Last week I watched part of a program on Bravo about The King's Singers, a British a cappella sextet with whom I was a little obsessed in college. I have never, ever heard as perfect a vocal ensemble. They're my paragon of tuning, phrasing, tempi--like the two drummers in the Grateful Dead who synchronize pulses at the beginning of a performance, I wouldn't be surprised if their six hearts all beat in the exact same rhythm. Their sound is so flawless it seems to hypnotize, an exquisite, clear lake upon which I can see not just a reflection of heaven but of myself, as well.
On the program they sang part of Spem in Alium, a 40-voice Renaissance masterwork constructed in the studio by laying their six voices over and over each other. The resulting sound reminded me of a prism focusing sunlight on paper until, like a refiner's fire, it begins to burn. For many years I thought this kind of painful precision was the best possible way to make music. I yearned for those moments, elusive as that split second when the DeLorean leapt into the future, when perfect faithfulness to the composer's intent created a state out of time and without boundaries between myself and the sound. When I heard the rabbinic teaching that Torah is "black fire on white fire," God residing between each letter, I understood immediately--for the magic to work, every mark, every space, like the notes in a score, was sacred and had to be honored. And when I first learned to chant, the crowd of lines and dots that comprise trop symbols made me almost dizzy with anticipation. I was both comforted by their structure and challenged to find holiness within their limitations, just as one of the rabbis at my synagogue described the laws of kashrut.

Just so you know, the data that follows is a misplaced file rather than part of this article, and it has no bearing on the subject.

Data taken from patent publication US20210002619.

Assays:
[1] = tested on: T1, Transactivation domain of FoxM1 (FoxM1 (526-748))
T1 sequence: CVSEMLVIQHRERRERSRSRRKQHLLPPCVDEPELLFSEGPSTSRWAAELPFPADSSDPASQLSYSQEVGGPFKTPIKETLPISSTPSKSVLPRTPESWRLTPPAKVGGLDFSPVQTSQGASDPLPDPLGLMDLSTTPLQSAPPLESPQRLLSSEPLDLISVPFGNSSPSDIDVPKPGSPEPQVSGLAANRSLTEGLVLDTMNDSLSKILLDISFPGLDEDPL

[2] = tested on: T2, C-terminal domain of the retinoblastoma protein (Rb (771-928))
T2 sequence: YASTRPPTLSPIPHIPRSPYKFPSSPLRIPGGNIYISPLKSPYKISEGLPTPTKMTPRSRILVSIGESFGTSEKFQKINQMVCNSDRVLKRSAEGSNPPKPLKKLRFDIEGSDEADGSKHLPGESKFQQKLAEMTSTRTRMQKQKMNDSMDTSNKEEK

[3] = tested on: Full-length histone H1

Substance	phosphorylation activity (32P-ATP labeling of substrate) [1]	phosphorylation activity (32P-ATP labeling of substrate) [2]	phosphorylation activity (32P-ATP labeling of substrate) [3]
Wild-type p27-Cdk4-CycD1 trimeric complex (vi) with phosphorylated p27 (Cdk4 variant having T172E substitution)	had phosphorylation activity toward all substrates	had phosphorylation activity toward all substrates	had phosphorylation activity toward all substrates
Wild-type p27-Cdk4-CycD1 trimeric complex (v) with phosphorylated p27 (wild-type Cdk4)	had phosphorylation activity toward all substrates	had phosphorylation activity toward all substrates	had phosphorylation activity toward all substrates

So I was surprised at my reaction last week to The King's Singers. I wasn't transported. Rather, I felt like reaching through the TV screen and shaking them all by the shoulders: Chill out! Loosen up! Instead of beautifully controlled, the music felt to me like it was tied up in a straitjacket.
(To be continued.)